What Is a Promissory Note?

Real estate agent handing house keys to a young couple in an empty living room
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A promissory note is a written agreement regarding borrowed money. It's a promise to pay, and it should contain the terms of the agreement as to how this will be done.

Key Takeaways

  • A promissory note is a written and signed promise to pay back borrowed money.
  • The document identifies the terms of a loan. It names the parties to the loan, but it doesn’t detail what will happen if the borrower defaults.
  • A promissory note can be either secured or unsecured, depending on the terms of the loan.
  • Promissory notes are binding, legal documents, although they’re rarely recorded in the public records.

Definition and Example of a Promissory Note

A promissory document identifies the terms of a loan agreement, the lender, and the borrower. It cites how much money is being borrowed and the frequency and amount of required payments. A promissory note should also indicate the interest rate being charged and the collateral, if any. It should include the date and place where the note was issued. It should also include the signature of the borrower.

How a Promissory Note Works

A promissory note can be either secured or unsecured. An unsecured promissory note pertains to a loan that's made based solely on the maker's ability to repay. A secured promissory note means the loan is secured by an item of value, such as a house.


Promissory notes are enforceable legal documents. A borrower can be sued if they default on the agreement and the loan's terms.

Types of Promissory Notes

There are several types of promissory notes. The differences hinge on the type of loan involved and the information the note contains:

  • Informal or personal: This type of note could be from one friend or family member to another.
  • Commercial: These notes are more formal. They spell out the specific conditions of a loan.
  • Real estate: This promissory note accompanies a mortgage or other real estate purchase arrangement.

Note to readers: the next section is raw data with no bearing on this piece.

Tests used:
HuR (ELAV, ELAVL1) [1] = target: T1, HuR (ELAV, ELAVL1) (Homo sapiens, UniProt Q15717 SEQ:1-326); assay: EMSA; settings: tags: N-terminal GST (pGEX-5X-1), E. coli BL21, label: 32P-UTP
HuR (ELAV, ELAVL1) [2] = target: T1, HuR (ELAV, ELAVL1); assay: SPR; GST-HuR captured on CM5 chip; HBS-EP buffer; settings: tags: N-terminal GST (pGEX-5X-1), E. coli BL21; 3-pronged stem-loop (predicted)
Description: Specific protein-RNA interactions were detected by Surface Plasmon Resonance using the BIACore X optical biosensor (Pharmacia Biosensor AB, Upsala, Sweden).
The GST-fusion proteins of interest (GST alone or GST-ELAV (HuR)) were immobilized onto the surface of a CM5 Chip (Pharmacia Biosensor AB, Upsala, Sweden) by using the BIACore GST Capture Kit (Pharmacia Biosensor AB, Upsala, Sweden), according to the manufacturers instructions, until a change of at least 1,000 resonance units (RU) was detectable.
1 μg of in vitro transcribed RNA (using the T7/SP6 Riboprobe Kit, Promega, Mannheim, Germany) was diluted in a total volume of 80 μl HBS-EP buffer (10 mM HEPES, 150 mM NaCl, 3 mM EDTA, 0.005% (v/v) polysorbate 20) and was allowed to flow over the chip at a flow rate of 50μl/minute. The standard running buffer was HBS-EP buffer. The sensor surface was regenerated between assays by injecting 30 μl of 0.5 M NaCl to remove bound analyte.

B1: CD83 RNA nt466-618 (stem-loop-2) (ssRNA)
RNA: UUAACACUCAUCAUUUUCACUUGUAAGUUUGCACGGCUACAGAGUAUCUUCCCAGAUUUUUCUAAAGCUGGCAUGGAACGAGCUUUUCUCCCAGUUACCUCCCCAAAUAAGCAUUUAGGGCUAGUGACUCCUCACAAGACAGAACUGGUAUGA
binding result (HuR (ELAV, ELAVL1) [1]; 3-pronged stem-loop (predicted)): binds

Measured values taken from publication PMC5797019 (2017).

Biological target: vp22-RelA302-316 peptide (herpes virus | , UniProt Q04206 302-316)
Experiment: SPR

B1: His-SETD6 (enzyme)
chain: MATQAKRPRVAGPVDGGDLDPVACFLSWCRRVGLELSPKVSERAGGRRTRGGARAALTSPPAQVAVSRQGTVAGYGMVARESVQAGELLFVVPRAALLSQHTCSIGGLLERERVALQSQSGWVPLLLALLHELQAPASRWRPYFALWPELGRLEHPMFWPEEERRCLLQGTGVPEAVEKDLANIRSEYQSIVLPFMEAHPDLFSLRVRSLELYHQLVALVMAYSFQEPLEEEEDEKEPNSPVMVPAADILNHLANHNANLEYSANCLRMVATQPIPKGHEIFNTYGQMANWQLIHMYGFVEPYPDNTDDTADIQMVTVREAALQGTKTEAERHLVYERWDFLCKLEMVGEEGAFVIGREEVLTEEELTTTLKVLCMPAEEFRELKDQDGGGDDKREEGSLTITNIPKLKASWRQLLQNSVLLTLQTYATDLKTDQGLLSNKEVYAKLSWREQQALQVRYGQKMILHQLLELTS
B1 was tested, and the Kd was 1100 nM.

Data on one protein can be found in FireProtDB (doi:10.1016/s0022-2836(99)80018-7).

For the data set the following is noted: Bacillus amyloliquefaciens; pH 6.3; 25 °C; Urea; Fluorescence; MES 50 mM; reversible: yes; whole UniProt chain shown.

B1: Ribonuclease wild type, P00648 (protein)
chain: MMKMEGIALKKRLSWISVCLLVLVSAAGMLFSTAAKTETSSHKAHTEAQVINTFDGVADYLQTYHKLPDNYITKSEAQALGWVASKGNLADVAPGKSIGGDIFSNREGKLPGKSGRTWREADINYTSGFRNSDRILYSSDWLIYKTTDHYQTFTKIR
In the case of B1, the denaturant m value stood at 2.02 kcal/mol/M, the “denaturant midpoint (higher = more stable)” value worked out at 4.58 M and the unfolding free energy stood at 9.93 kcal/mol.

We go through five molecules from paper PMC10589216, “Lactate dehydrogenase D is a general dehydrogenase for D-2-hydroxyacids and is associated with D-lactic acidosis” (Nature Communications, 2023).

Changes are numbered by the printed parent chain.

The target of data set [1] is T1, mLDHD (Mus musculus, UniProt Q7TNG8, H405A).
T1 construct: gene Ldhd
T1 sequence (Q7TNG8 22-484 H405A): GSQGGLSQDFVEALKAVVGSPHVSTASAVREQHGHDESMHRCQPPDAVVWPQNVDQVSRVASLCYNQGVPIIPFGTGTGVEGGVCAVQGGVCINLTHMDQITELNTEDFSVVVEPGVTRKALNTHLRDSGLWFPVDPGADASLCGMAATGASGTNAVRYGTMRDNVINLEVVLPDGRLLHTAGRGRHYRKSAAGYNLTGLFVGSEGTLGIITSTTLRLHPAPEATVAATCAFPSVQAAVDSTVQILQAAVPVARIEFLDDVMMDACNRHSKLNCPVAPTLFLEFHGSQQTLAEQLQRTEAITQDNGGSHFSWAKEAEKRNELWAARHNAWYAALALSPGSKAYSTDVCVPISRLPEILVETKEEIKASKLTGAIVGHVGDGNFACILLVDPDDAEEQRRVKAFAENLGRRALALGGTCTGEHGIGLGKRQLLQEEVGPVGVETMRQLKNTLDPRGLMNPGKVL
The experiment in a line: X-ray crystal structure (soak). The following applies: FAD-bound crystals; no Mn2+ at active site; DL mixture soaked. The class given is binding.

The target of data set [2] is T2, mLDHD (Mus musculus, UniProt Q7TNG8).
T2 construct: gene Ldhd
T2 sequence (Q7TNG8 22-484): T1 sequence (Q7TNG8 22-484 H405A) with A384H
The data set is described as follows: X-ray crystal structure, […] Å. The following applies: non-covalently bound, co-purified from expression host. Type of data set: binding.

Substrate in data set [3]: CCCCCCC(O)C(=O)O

• Investment: A company can issue a promissory note to raise capital. These notes can also be sold to other investors. Only savvy investors with the required resources should assume the risks of buying these notes.

Promissory notes can also vary depending on how the loan is to be repaid:

  • Lump sum: The entire loan amount is to be repaid in one payment.
  • Due on demand: The borrower must repay the loan when the lender asks for repayment.
  • Installment: A specified schedule of payments determines how the loan is to be paid back.
  • With (or without) interest: The agreement should spell out the rate of interest, if any.

Promissory Notes vs. Mortgages

A loan and a promissory note are similar, but a loan is much more detailed. It describes what will happen if the borrower defaults on payments. The lender holds the promissory note while the loan is being repaid. Then the note is marked as paid. It's returned to the borrower when the loan is satisfied.


Promissory notes aren't the same as mortgages, but the two often go hand in hand when someone is buying a home.

The promissory note records a promise to pay. The mortgage, also known as a "trust deed" or "deed of trust," records what happens if the borrower defaults. The lender would probably have the recourse of foreclosure.

The mortgage secures the promissory note with the title to the house. It's also recorded in the public records. Promissory notes are generally unrecorded.

Promissory Note Mortgage or Loan
Is a promise to pay Details a lender's recourse if the loan isn't paid, such as foreclosure